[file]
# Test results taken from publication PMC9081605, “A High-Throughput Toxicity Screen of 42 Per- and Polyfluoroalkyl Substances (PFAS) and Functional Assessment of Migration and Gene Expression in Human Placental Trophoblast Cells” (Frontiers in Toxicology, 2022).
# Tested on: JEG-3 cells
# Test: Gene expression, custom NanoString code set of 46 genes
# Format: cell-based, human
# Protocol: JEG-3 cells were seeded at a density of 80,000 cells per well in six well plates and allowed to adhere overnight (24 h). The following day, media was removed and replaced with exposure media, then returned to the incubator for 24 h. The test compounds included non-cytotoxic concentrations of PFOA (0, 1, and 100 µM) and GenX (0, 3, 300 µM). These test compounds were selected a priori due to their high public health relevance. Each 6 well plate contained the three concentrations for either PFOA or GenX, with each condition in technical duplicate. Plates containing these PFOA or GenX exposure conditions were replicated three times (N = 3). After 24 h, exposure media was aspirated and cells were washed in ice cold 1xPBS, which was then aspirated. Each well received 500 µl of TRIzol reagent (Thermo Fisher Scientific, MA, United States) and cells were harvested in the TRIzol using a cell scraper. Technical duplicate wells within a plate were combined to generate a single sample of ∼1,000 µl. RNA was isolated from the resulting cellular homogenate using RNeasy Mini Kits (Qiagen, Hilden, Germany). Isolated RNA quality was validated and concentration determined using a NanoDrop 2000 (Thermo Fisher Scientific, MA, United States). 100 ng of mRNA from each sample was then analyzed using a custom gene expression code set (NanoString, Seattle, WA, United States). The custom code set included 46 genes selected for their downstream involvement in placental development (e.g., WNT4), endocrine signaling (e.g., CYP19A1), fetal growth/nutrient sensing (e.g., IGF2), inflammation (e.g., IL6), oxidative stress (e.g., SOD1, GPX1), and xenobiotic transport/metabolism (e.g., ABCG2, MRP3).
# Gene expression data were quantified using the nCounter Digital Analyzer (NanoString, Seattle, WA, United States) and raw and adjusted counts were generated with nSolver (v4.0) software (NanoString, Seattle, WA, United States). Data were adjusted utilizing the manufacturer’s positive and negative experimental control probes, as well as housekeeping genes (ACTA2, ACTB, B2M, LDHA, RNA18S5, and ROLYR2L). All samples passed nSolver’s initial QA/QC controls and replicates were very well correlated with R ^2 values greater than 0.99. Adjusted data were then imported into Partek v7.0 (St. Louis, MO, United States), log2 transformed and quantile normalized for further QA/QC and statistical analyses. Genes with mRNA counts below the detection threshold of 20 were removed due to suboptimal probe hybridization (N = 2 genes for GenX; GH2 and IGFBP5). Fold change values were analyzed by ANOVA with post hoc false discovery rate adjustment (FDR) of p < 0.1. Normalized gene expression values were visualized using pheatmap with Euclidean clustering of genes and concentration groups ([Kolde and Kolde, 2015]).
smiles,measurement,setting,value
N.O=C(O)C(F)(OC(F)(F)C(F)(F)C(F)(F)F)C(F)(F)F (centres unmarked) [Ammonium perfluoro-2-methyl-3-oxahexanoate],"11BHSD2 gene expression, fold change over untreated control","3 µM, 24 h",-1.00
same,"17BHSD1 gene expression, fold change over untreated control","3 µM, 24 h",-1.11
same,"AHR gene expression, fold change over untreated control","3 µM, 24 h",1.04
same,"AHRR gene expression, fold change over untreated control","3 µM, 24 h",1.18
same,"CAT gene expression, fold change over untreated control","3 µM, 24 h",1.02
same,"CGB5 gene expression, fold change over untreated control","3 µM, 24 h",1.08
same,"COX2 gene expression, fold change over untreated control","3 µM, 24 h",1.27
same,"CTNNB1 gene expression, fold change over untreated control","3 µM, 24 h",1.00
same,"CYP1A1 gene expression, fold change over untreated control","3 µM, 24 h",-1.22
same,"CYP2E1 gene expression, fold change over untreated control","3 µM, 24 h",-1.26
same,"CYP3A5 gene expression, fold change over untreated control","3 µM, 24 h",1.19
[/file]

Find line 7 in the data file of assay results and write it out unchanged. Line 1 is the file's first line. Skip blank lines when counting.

smiles,measurement,setting,value